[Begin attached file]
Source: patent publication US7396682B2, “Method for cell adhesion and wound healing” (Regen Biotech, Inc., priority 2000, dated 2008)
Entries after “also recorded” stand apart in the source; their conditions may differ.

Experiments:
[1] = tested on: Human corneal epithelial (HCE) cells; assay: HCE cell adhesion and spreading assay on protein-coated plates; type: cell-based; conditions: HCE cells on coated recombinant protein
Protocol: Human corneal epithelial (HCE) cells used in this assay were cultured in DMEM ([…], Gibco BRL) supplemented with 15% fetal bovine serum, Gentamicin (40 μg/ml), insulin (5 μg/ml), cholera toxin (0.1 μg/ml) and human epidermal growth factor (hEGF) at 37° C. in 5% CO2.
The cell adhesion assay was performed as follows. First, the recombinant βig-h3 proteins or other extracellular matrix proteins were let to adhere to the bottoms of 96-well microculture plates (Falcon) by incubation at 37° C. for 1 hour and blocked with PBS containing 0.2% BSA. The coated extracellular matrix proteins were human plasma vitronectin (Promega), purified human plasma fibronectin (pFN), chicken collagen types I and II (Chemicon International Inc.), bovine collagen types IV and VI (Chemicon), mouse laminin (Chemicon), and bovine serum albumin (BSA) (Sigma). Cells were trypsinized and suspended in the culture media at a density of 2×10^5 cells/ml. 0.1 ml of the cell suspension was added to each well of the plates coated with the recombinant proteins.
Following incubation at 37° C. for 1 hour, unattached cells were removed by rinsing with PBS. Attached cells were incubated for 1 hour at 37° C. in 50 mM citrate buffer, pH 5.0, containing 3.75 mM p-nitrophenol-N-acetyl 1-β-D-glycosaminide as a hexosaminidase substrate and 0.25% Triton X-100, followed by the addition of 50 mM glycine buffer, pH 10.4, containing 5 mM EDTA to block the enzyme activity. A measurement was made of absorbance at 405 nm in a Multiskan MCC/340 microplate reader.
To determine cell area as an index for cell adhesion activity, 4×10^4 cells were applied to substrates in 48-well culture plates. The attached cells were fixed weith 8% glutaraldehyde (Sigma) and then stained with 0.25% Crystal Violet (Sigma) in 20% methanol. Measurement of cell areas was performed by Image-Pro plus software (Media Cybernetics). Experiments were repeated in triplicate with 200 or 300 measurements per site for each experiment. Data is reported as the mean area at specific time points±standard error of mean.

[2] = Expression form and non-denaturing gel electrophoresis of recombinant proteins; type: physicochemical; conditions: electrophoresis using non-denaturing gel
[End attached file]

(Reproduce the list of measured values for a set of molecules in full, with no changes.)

Source: patent publication US7396682B2, “Method for cell adhesion and wound healing” (Regen Biotech, Inc., priority 2000, dated 2008)
Entries after “also recorded” stand apart in the source; their conditions may differ.

Experiments:
[1] = tested on: Human corneal epithelial (HCE) cells; assay: HCE cell adhesion and spreading assay on protein-coated plates; type: cell-based; conditions: HCE cells on coated recombinant protein
Protocol: Human corneal epithelial (HCE) cells used in this assay were cultured in DMEM ([…], Gibco BRL) supplemented with 15% fetal bovine serum, Gentamicin (40 μg/ml), insulin (5 μg/ml), cholera toxin (0.1 μg/ml) and human epidermal growth factor (hEGF) at 37° C. in 5% CO2.
The cell adhesion assay was performed as follows. First, the recombinant βig-h3 proteins or other extracellular matrix proteins were let to adhere to the bottoms of 96-well microculture plates (Falcon) by incubation at 37° C. for 1 hour and blocked with PBS containing 0.2% BSA. The coated extracellular matrix proteins were human plasma vitronectin (Promega), purified human plasma fibronectin (pFN), chicken collagen types I and II (Chemicon International Inc.), bovine collagen types IV and VI (Chemicon), mouse laminin (Chemicon), and bovine serum albumin (BSA) (Sigma). Cells were trypsinized and suspended in the culture media at a density of 2×10^5 cells/ml. 0.1 ml of the cell suspension was added to each well of the plates coated with the recombinant proteins.
Following incubation at 37° C. for 1 hour, unattached cells were removed by rinsing with PBS. Attached cells were incubated for 1 hour at 37° C. in 50 mM citrate buffer, pH 5.0, containing 3.75 mM p-nitrophenol-N-acetyl 1-β-D-glycosaminide as a hexosaminidase substrate and 0.25% Triton X-100, followed by the addition of 50 mM glycine buffer, pH 10.4, containing 5 mM EDTA to block the enzyme activity. A measurement was made of absorbance at 405 nm in a Multiskan MCC/340 microplate reader.
To determine cell area as an index for cell adhesion activity, 4×10^4 cells were applied to substrates in 48-well culture plates. The attached cells were fixed weith 8% glutaraldehyde (Sigma) and then stained with 0.25% Crystal Violet (Sigma) in 20% methanol. Measurement of cell areas was performed by Image-Pro plus software (Media Cybernetics). Experiments were repeated in triplicate with 200 or 300 measurements per site for each experiment. Data is reported as the mean area at specific time points±standard error of mean.

[2] = Expression form and non-denaturing gel electrophoresis of recombinant proteins; type: physicochemical; conditions: electrophoresis using non-denaturing gel